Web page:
One cannot have this kind of argument without mentioning Apple, mainly because in so much, they were the first. They have become taskmasters at creating new, unique and inspiring ecosystems in a few business arenas.
Apple is famous for designing such a system with its central iTunes ecosystem that interrelates with its hardware and its supporting applications, music and videos. It offers a seamless experience across, one that "locks in" the consumer on many levels.
Every industry that was disrupted by Apple, extrapolated the industry boundaries. One the incumbents could not see themselves.
Apple has always done more than that. Its products do look and feel unique. Its packaging has always been unique. Its colours are distinctive and look and feel as though they are designed for people with more discriminating tastes.
Even some banks are doing this now.
FNB gets technical
Banking is one of the most insular industries in the world, to this day. Most surveys will tell us, time and time again, that customers really do not like their banks. That they believe they are all the same anyway, but that they are a necessary evil. Not exactly anything one can get excited about.
When FNB started placing technology centre stage in its business, it accepted that financial services are and always will be instrumental: people do not buy a bank because they love what it does. They buy it because of the fact that it enables what they want to be. (Hence the quote by online bank 20twenty years ago "Banks are dead. Long live banking.") Mostly reluctantly... as the process of buying has been made so complex and officious by banks. It is almost as though banks assume they are important to people, when in fact they are a necessary evil most people would be able to live without if they had an alternative.
That is why banks like Ally in the US and local Capitec are applauded for their "no-nonsense" approaches to banking.
So FNB redesigned the ecosystem of its business, to be pivoted by things people want to engage with, in ways in which this engagement is part of their life. They do not have to "go outside" of themselves to "do banking" - banking becomes a part of what they do anyway. By implication, it re-contextualised the routine aspects of banking, using technology as the entry point. Thereby placing centre-stage what people now naturally do.
It could only do that by creating a collaborative ecosystem. One in which the ecosystem is more important than its constituent parts.
So what has to change within our companies to think this way?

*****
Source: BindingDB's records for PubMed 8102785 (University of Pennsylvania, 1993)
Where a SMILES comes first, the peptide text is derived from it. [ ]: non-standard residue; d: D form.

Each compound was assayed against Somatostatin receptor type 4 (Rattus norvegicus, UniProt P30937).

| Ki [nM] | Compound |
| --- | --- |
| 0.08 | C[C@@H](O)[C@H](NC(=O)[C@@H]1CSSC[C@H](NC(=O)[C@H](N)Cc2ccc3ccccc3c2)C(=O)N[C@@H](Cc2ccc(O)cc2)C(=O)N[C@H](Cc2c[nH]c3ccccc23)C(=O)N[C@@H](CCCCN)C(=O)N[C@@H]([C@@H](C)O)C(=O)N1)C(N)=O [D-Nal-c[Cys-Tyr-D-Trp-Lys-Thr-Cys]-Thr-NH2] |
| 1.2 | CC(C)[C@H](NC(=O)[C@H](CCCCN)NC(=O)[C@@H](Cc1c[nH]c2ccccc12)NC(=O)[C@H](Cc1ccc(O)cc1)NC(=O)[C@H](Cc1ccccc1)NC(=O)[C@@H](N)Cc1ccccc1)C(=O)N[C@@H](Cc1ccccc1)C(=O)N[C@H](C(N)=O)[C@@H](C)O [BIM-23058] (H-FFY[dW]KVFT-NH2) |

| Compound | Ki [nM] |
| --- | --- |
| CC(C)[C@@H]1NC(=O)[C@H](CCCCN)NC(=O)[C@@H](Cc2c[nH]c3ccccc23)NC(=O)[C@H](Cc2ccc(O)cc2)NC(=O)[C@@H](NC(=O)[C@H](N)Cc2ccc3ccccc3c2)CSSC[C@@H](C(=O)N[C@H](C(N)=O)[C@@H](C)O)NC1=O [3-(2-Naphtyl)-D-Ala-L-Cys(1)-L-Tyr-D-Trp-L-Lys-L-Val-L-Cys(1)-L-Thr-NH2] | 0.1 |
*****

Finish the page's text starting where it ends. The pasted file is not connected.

Most importantly, we to get away from the argument of "what business are we in" and get into the argument of "what purpose do we want to serve, for whom?" Why does it matter to them? Then, how can we do it and who must assist us to get there? What natural trends and tendencies can we tap into?
To accept we need to collaborate with other companies and specialists with unique insights and capabilities. We cannot do it alone. Building an ecosystem is also about "letting go".
It means we need to inculcate an open-minded culture in our companies, where the prevailing attitude has to be "why not?" instead of "why?"
We need to create collaborative networks of influencers and collaborators, way outside of who we would generally see as specialists in our kind of industry. Here the strength truly lies in diversity.
We need to use iconic brand examples in any industry - and the change in other industries - as examples of what can be done. We need to unpack their value proposition components and speculate why they worked. We need to ask others about these changes and talk to people outside of our company and industry. We need to read and listen to issues and trends way outside of our own definition of "relevance". In short, we need to break out of our own industry constraints.
To ensure our own company internally changes to be open, adaptive, collaborative. If this does not start at the top, it is unlikely to ever work. If we remain autocratic, this can never happen.
Most companies in most industries go through phases, after the initial benefits of high growth, where autocratic management often works well, as industries change, collaborative management styles have to be central in how we manage.
To accept that uncertainty is now more certain than certainty in our company. To develop the aptitude and competence to deal with dichotomy, opposing views and scenarios. To use that to "acid test", talk through, argue and debate.
To create a complimentary, collaborative culture, one that is open to new ideas. To attract staff that can deal with this.
To employ rebels as staff members and to create the ability to deal with them. To employ people for their attitude, more than for their skills base and experience.
To most importantly, accept that the future can at best be facilitated by us as companies, we can no longer own the solution to everything. That we have already lost control of the future, that our security now lies in how we deal with this and stay ahead in our ability to deal with it. Our security now becomes outer-directed. Yet, once we have done it, everything seems easier.